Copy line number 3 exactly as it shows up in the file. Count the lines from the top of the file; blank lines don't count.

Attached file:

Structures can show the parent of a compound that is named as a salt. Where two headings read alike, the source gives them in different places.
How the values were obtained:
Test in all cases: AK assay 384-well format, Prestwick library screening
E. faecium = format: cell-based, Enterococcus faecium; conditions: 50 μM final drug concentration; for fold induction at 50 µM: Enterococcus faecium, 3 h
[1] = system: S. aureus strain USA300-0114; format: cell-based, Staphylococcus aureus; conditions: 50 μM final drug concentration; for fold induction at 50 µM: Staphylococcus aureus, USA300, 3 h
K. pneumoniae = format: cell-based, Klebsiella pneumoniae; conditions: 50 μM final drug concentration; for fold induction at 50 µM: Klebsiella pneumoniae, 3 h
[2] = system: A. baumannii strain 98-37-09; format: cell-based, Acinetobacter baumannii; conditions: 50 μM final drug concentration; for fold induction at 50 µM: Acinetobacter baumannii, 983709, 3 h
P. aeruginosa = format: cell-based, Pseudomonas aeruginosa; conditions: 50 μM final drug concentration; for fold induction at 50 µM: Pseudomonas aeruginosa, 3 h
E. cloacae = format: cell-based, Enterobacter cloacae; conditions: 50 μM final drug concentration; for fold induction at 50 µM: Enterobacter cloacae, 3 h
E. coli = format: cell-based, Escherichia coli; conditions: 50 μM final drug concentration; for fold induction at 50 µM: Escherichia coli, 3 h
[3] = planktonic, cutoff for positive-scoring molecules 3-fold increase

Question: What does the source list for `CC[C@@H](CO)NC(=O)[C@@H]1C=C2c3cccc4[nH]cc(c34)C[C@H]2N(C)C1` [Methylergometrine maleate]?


Test in all cases: AK assay 384-well format, Prestwick library screening